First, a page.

blocks, and weeds in the front yard. Some people just don't
recognize the beauty in these things.
May we find our way through the tangled web of social pressures and elevated expectations to a plateau of sensible ways of leading our lives before we exhaust the ready energy we need to carry on modern civilization.

Comments welcomed.

Tuesday, October 6, 2009

Retreats are good

At the annual clergy spouse retreat for folks in that position from the Southwest Texas Conference of the United Methodist Church last weekend in Kerrville at the Mount Wesley Retreat Center, I again experienced one of those aha moments that stretched to most of the weekend. In the almost 14 years I've been attending the event, some years stand out in their closeness and cohesiveness...the sharing of attendees and ability of folks to see the world through the eyes of others in similar situations seems to be acute. This year was one of those times. "Rest -- Relax -- Renew" was the retreat theme.

For the last several years, the long trek to Kerrville (about 170 miles from our current home) has been assisted by podcasts played through the vehicle radio from a trusty MP3 player. I choose the podcasts for favorite musicians or interviewees in order to keep myself awake on the fairly boring trip. That part worked well, too.

The trip didn't start out well, as I discovered a rear tire was flat within a half block of the driveway (Note to self: Go back to checking the tires' pressure BEFORE a long trip.) after already being an hour late (Note to self: Go back to being completely packed the day before leaving for a long trip.) getting started on the journey.

On Saturday, I got to sing with a really talented guitar player/singer, reading lyrics from her one copy of them in a loose leaf notebook (I can NEVER remember lyrics to songs, so the notebook pages were very helpful). Besides the three musicians who accompanied us during the retreat, singing hymns both old and new, she pulled out some old 60's and 70's pop music pieces that were SO FUN to sing!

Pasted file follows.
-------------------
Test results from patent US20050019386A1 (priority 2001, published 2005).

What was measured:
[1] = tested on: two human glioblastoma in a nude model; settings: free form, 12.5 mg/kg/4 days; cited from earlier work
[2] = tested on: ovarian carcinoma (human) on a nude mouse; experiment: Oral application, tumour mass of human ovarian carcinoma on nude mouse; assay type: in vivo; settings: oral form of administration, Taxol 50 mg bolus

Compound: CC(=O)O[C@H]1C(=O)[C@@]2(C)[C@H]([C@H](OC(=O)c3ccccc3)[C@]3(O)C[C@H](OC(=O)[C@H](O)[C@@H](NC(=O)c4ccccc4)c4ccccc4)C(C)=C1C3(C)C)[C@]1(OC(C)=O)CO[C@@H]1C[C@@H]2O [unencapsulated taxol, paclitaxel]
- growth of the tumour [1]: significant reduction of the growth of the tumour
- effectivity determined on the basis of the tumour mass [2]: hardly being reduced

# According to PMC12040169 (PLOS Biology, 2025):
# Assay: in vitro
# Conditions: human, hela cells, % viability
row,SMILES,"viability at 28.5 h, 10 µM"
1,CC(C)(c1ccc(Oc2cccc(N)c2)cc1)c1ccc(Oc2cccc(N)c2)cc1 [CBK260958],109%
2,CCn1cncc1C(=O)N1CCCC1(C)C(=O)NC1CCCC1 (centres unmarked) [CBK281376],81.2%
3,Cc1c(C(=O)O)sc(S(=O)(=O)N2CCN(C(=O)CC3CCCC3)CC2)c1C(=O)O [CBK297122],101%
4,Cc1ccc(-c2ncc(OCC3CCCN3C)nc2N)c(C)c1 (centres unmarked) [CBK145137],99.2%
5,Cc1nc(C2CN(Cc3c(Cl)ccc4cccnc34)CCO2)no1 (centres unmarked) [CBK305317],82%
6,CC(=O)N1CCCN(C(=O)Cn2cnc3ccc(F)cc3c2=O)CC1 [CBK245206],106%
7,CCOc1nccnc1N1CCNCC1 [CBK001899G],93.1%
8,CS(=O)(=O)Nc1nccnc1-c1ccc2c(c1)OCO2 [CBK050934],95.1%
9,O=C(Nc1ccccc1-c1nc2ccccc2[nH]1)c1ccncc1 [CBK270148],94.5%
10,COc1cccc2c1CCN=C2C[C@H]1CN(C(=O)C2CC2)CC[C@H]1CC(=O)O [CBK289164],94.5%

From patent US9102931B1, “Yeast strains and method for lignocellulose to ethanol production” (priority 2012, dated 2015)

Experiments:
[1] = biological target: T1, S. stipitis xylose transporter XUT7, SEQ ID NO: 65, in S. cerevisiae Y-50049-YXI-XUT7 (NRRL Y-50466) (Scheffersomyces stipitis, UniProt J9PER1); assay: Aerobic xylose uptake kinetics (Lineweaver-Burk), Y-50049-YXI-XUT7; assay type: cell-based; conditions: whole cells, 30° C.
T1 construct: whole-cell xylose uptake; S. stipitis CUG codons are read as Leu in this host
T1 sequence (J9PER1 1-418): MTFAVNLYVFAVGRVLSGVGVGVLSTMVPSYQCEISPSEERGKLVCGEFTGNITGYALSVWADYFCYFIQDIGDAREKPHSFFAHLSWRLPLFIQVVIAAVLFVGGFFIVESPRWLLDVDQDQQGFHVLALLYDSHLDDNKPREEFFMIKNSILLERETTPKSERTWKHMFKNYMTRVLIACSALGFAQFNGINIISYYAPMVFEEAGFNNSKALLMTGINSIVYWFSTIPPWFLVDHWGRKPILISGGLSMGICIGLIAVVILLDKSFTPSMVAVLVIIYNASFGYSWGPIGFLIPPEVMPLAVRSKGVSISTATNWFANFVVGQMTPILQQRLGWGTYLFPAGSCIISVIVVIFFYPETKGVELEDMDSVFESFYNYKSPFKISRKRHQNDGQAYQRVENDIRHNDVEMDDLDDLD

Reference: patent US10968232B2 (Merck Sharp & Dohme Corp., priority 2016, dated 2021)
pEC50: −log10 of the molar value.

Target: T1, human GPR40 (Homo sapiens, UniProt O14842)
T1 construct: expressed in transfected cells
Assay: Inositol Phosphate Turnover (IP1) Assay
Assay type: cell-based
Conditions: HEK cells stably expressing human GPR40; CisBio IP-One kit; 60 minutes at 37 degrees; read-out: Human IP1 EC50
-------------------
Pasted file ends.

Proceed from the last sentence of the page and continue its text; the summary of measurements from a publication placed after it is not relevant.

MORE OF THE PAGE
In between rain showers, I got to throw Frisbees with a total novice. I surely got my exercise for the day, but with careful tutelage, he certainly was throwing much better by the end of the experience. We had quite a bit more unfocused time at this year's retreat: time to sing if we wanted to, play games if we wanted to, take walks up to the top of the hill and spend time up there with nature and the big cross. The rain cooled things down so outside wasn't an oven. That surely doesn't always happen!

Sunday morning's worship service was so free and easy that I will remember it for some time. The birds outside the open windows of the little chapel on the retreat center grounds added measurably to our voices and thoughts. The stained glass windows seemed to be crying out to us through their subject matter and images to honor World Communion Sunday. We shared Communion and sang our final songs of the occasion, happy that this ceremony sealed the end of our weekend together.

We had a unofficial, final, Dutch treat meal at a local gigantic Mexican food restaurant with about two-thirds of the retreat folks present. I took the opportunity to load up on coffee for the trip home and tried hard not to eat too much to ward off the sleepy feeling while driving just after a meal. All went well on the way home, which is to say that it was singularly uneventful. I enjoyed the music from NPR's "Mountain Stage", listening on the final leg of the trip to Arlo Guthrie and the Guthrie Family (which included his son, daughter, and son-in-law) singing stuff by Arlo's dad, Woody Guthrie, and newer material, too.

I pulled in the driveway of the parsonage, fulfilled, happy, and so ready to be home.